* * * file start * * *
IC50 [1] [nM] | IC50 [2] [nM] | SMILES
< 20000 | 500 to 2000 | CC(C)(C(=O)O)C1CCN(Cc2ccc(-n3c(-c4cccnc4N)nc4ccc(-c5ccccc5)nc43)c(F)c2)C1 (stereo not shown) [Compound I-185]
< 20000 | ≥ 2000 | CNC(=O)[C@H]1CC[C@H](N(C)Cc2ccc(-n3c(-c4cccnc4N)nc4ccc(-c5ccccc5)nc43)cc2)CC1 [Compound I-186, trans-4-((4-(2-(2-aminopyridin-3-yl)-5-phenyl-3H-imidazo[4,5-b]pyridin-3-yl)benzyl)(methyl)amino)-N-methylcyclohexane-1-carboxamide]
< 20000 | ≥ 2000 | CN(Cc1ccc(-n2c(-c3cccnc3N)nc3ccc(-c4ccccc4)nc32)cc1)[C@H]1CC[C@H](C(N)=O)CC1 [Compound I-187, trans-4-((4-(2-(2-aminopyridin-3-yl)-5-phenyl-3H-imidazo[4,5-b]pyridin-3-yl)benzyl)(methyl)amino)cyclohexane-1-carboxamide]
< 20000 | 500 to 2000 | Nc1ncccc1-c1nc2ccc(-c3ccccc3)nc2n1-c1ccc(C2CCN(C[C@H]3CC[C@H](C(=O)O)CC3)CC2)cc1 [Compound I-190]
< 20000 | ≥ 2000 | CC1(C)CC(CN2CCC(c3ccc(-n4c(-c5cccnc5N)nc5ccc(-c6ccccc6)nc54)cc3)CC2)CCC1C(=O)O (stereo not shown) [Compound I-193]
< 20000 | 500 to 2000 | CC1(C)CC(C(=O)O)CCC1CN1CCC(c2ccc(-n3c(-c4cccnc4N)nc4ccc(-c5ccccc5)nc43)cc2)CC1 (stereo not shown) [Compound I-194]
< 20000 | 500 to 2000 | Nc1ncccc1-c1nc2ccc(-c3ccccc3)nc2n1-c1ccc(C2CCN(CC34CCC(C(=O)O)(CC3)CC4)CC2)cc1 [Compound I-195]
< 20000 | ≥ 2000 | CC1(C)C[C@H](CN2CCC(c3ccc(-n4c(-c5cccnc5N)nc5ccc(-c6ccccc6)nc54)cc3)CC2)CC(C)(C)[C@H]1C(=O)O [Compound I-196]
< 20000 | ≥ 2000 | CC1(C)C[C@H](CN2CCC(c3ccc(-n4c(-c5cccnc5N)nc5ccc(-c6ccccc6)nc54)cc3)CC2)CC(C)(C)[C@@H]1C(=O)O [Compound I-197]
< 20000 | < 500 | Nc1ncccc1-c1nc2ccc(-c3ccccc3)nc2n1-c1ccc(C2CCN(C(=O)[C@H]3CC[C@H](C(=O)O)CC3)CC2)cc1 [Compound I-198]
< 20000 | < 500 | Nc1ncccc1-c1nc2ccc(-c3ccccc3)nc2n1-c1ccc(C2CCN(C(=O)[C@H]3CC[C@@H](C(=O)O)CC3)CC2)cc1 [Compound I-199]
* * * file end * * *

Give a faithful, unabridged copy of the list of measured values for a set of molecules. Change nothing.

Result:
IC50 [1] [nM] | IC50 [2] [nM] | SMILES
< 20000 | 500 to 2000 | CC(C)(C(=O)O)C1CCN(Cc2ccc(-n3c(-c4cccnc4N)nc4ccc(-c5ccccc5)nc43)c(F)c2)C1 (stereo not shown) [Compound I-185]
< 20000 | ≥ 2000 | CNC(=O)[C@H]1CC[C@H](N(C)Cc2ccc(-n3c(-c4cccnc4N)nc4ccc(-c5ccccc5)nc43)cc2)CC1 [Compound I-186, trans-4-((4-(2-(2-aminopyridin-3-yl)-5-phenyl-3H-imidazo[4,5-b]pyridin-3-yl)benzyl)(methyl)amino)-N-methylcyclohexane-1-carboxamide]
< 20000 | ≥ 2000 | CN(Cc1ccc(-n2c(-c3cccnc3N)nc3ccc(-c4ccccc4)nc32)cc1)[C@H]1CC[C@H](C(N)=O)CC1 [Compound I-187, trans-4-((4-(2-(2-aminopyridin-3-yl)-5-phenyl-3H-imidazo[4,5-b]pyridin-3-yl)benzyl)(methyl)amino)cyclohexane-1-carboxamide]
< 20000 | 500 to 2000 | Nc1ncccc1-c1nc2ccc(-c3ccccc3)nc2n1-c1ccc(C2CCN(C[C@H]3CC[C@H](C(=O)O)CC3)CC2)cc1 [Compound I-190]
< 20000 | ≥ 2000 | CC1(C)CC(CN2CCC(c3ccc(-n4c(-c5cccnc5N)nc5ccc(-c6ccccc6)nc54)cc3)CC2)CCC1C(=O)O (stereo not shown) [Compound I-193]
< 20000 | 500 to 2000 | CC1(C)CC(C(=O)O)CCC1CN1CCC(c2ccc(-n3c(-c4cccnc4N)nc4ccc(-c5ccccc5)nc43)cc2)CC1 (stereo not shown) [Compound I-194]
< 20000 | 500 to 2000 | Nc1ncccc1-c1nc2ccc(-c3ccccc3)nc2n1-c1ccc(C2CCN(CC34CCC(C(=O)O)(CC3)CC4)CC2)cc1 [Compound I-195]
< 20000 | ≥ 2000 | CC1(C)C[C@H](CN2CCC(c3ccc(-n4c(-c5cccnc5N)nc5ccc(-c6ccccc6)nc54)cc3)CC2)CC(C)(C)[C@H]1C(=O)O [Compound I-196]
< 20000 | ≥ 2000 | CC1(C)C[C@H](CN2CCC(c3ccc(-n4c(-c5cccnc5N)nc5ccc(-c6ccccc6)nc54)cc3)CC2)CC(C)(C)[C@@H]1C(=O)O [Compound I-197]
< 20000 | < 500 | Nc1ncccc1-c1nc2ccc(-c3ccccc3)nc2n1-c1ccc(C2CCN(C(=O)[C@H]3CC[C@H](C(=O)O)CC3)CC2)cc1 [Compound I-198]
< 20000 | < 500 | Nc1ncccc1-c1nc2ccc(-c3ccccc3)nc2n1-c1ccc(C2CCN(C(=O)[C@H]3CC[C@@H](C(=O)O)CC3)CC2)cc1 [Compound I-199]